Moore made his first start against the New York Yankees in late September, and struck out 11 over five innings of work. He made his next start against the Texas Rangers in the playoffs, and he pitched seven shutout innings with two hits and just two walks.

Moore's stuff is that of a No. 1. He's got a blazing fastball, a plus slider and a changeup that is going to be an outstanding out pitch for years to come. He's also got pretty good control, giving him everything he needs to dominate major-league hitters.

Don't be surprised when Moore starts leading the race for the American League Rookie of the Year. Notice I said "when," not "if."

In the event the Rays need another starter, they can plug in Jeff Niemann. He's not an ace by any stretch of the imagination, but every team in the big leagues would love to have him as rotation insurance.

The best compliment I can give this rotation is this one: it's the best rotation in the AL East. Hands down.


Scouting the Bullpen

Tampa's bullpen wasn't quite as good in 2011 as its starters were, but it was still plenty solid. Rays relievers posted a 3.73 ERA and hitters hit just .228 off them. That was the second-lowest mark in the American League.

Kyle Farnsworth finally panned out as a reliable option closing games. The strange part is that he didn't blow hitters away, as his K/9 dropped all the way to 7.96.

Farnsworth was successful because he trusted his defense more than he ever has in the past. He had a ground-ball rate of better than 50 percent for the first time in his career, which led to much fewer hard-hit balls. Coupled with Farnsworth's impressive 1.87 BB/9, he gave up fewer baserunners and just 14 earned runs all season.

Michael Heiman/Getty Images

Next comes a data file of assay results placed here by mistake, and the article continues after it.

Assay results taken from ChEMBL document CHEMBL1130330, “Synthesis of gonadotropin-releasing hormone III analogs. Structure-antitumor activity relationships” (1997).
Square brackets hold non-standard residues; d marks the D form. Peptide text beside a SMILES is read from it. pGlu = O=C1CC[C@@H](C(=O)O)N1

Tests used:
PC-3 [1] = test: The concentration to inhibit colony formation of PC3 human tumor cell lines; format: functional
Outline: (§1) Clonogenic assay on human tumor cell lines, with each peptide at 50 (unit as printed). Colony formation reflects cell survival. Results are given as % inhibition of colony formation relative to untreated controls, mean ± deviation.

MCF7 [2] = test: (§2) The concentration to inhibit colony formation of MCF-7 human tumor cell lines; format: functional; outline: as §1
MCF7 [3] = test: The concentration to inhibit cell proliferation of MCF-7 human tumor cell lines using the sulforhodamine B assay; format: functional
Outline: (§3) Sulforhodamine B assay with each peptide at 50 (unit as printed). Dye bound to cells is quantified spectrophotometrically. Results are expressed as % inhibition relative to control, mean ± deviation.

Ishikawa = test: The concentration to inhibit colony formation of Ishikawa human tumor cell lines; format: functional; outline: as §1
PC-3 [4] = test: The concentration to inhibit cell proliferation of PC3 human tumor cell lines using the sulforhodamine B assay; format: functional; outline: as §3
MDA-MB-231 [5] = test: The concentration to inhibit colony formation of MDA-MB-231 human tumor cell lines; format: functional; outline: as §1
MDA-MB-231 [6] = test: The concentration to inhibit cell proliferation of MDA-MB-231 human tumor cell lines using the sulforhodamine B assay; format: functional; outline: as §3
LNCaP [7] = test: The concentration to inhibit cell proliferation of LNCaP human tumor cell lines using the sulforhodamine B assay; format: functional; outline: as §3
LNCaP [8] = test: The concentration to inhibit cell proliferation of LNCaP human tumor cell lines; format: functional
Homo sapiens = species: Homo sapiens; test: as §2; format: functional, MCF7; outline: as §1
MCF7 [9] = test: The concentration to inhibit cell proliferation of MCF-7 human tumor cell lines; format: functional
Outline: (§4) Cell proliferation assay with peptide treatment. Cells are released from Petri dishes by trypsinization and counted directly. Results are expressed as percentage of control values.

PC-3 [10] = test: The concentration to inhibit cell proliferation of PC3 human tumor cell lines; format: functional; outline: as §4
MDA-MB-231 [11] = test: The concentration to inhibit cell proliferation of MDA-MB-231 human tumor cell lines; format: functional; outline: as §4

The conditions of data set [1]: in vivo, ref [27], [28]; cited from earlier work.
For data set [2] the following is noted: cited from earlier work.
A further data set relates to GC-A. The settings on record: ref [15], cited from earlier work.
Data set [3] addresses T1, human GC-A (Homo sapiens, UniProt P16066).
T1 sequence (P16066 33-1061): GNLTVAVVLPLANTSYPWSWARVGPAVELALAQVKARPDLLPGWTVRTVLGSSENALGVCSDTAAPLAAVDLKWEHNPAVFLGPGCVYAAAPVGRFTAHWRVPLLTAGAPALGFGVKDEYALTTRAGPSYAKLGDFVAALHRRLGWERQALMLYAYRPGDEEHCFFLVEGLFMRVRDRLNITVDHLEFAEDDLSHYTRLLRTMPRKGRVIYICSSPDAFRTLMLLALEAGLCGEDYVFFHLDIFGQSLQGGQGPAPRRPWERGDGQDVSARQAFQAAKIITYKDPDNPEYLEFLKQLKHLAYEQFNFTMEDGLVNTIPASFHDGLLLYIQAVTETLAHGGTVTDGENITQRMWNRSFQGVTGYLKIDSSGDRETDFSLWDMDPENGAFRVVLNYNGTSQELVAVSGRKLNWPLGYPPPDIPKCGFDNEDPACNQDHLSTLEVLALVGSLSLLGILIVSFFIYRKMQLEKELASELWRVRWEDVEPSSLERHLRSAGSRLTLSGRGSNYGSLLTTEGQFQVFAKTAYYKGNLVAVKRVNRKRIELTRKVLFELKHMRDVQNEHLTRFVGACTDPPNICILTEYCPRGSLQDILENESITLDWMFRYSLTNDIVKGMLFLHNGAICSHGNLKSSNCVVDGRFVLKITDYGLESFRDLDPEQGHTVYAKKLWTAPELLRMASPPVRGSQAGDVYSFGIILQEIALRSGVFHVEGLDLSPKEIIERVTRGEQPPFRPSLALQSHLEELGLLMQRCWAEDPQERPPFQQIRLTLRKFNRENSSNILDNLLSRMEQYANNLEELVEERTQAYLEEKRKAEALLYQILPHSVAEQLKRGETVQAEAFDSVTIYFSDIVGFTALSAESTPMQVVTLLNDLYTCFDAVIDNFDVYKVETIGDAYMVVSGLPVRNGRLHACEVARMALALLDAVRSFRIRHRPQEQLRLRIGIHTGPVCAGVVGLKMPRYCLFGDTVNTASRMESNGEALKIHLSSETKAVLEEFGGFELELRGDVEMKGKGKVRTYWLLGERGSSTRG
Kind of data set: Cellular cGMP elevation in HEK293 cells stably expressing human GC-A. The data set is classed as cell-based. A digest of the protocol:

Kyle Farnsworth

In short, we saw a much different version of Farnsworth last season. I'll speak for myself and say that I liked what I saw, and I'm looking forward to seeing more of the same.

Joel Peralta also had a great season in 2011 setting up for Farnsworth. The only thing that worries me is the 57.5 fly-ball rate Peralta posted last season. I have my doubts about him being able to give up that many fly balls while continuing to hold opponents to a sub-.200 batting average and allowing a HR/9 of 0.93.

Then again, Peralta's numbers from 2011 were largely identical to his numbers from 2010, and he had a great season that year too. Whatever Peralta is doing is working, so far be it from me to tell him how to handle his business.

The Rays have brought in Fernando Rodney to help out, but he won't do them much good if starts walking the ballpark like he did in 2011 with the Angels. He's never had pinpoint control, but Rodney's BB/9 in 2011 was near eight.

Still, the one thing the Rays know Rodney will do is strike hitters out. If he cuts his walks down, he'll be a valuable member of their bullpen.

The Rays will get a huge boost if J.P. Howell recaptures his form from 2009. He missed the entire 2010 season, and he just never really got on track in 2011. When he's on, though, Howell is one of the top lefty relievers in the American League.